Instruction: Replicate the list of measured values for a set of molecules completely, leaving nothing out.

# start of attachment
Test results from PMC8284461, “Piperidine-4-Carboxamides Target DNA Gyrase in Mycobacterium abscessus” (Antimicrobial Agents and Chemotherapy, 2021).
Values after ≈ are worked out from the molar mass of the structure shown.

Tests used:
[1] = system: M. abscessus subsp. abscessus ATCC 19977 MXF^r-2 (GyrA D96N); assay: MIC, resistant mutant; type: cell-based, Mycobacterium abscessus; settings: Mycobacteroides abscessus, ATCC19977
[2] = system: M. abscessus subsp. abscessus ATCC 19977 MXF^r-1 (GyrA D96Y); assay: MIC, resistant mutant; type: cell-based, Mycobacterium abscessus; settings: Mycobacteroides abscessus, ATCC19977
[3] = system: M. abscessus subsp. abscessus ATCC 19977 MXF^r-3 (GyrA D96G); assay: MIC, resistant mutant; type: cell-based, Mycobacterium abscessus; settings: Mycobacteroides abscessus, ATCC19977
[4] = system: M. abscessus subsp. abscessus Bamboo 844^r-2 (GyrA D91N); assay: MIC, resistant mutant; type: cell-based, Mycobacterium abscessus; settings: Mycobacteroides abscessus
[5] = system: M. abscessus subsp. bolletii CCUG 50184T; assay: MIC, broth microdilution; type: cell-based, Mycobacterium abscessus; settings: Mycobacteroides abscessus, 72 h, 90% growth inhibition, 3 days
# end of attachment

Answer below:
Test results from PMC8284461, “Piperidine-4-Carboxamides Target DNA Gyrase in Mycobacterium abscessus” (Antimicrobial Agents and Chemotherapy, 2021).
Values after ≈ are worked out from the molar mass of the structure shown.

Tests used:
[1] = system: M. abscessus subsp. abscessus ATCC 19977 MXF^r-2 (GyrA D96N); assay: MIC, resistant mutant; type: cell-based, Mycobacterium abscessus; settings: Mycobacteroides abscessus, ATCC19977
[2] = system: M. abscessus subsp. abscessus ATCC 19977 MXF^r-1 (GyrA D96Y); assay: MIC, resistant mutant; type: cell-based, Mycobacterium abscessus; settings: Mycobacteroides abscessus, ATCC19977
[3] = system: M. abscessus subsp. abscessus ATCC 19977 MXF^r-3 (GyrA D96G); assay: MIC, resistant mutant; type: cell-based, Mycobacterium abscessus; settings: Mycobacteroides abscessus, ATCC19977
[4] = system: M. abscessus subsp. abscessus Bamboo 844^r-2 (GyrA D91N); assay: MIC, resistant mutant; type: cell-based, Mycobacterium abscessus; settings: Mycobacteroides abscessus
[5] = system: M. abscessus subsp. bolletii CCUG 50184T; assay: MIC, broth microdilution; type: cell-based, Mycobacterium abscessus; settings: Mycobacteroides abscessus, 72 h, 90% growth inhibition, 3 days